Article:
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Quartararo puts Rins on pole, while Marquez and Mir play cat and mouse in qualifying
The French take it 0.089, Marquez plays some mind games and Bagnaia and Viñales suffer round cancellations in Portugal
Saturday 17th April 2021
Fabio Quartararo (Monster Energy Yamaha MotoGP) is the new lap record holder at the Autodromo Internacional do Algarve when the Frenchman eclipsed his 11th MotoGP ™ pole position. It was a dramatic qualifying at the Grande Premio 888 de Portugal, in which Alex Rins (Team Suzuki Ecstar) emerged as the second-best challenger within a tenth of Quartararo and Johann Zarco (Pramac Racing) closed the front row as championship leader and continues his fast form – this time despite a crash.
However, the first headlines came in the first quarter. Reigning MotoGP ™ Champion Joan Mir (Team Suzuki Ecstar) and returning eight-time World Champion Marc Marquez (Repsol Honda Team) were both in session and the fireworks didn’t quite start, but a fuse was definitely lit. Marquez followed the Suzuki during their first few runs and the two were split by just one and a half tenths in Marquez’s favor before the number 93 shaded the Suzuki rider side by side back into the pit lane. You were 1-2, Marquez-Mir.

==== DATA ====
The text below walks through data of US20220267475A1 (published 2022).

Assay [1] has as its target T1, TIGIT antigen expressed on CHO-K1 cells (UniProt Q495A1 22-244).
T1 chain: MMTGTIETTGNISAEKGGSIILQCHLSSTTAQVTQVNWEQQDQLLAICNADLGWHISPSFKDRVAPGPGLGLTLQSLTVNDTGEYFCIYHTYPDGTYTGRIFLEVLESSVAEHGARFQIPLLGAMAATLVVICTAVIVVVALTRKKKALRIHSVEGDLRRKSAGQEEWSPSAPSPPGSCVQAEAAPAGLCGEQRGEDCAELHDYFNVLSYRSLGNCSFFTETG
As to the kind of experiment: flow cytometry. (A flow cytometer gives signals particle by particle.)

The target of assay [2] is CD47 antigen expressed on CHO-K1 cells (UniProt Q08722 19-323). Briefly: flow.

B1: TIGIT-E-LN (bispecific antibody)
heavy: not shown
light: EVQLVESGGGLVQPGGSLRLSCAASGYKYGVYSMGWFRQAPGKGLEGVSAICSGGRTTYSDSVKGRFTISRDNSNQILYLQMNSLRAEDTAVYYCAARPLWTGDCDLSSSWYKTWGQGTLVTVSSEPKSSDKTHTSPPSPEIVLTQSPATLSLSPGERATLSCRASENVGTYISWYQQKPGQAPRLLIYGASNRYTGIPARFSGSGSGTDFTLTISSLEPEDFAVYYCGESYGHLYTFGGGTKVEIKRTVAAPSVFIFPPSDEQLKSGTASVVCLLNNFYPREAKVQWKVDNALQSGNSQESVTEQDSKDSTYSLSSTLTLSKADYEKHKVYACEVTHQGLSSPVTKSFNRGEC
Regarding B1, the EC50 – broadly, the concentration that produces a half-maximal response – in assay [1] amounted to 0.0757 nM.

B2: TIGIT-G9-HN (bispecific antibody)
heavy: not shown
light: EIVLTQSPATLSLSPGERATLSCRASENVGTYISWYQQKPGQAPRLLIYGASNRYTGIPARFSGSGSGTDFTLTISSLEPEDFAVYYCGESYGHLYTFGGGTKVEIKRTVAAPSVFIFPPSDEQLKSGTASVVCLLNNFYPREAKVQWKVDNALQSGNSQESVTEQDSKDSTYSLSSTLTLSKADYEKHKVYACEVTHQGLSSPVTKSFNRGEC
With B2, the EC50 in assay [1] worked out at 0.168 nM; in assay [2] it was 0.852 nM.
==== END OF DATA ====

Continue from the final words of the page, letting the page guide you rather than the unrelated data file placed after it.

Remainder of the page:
In the next rounds, some drivers threatened, but the two champions stayed in the lead. I improved, but only stayed behind, this time by just 0.049. Alex Marquez (LCR Honda Castrol), Pol Espargaro (Repsol Honda Team) and Brad Binder (Red Bull KTM Factory Racing) couldn’t quite break the Marc Marquez-Mir stranglehold, and the two sailed through as Alex Marquez, Pol Espargaro and Binder were left on the grid on the 13th, 14th and 15th.
And so began the second quarter. Home hero Miguel Oliveira (Red Bull KTM Factory Racing) was the front runner on the road, but Aleix Espargaro’s (Aprilia Racing Team Gresini) first lap was quick – a 1: 39.452 put the Spaniard to P1 initially, but not for long. The benchmark was set by Quartararo, the best of the weekend so far, when he scored a 1: 39.028 on his first lap. After Zarco had set two red sectors, he crashed unharmed at turn 11. The decisive factor, however, was that the Frenchman was able to drive back into the pit lane with his GP21.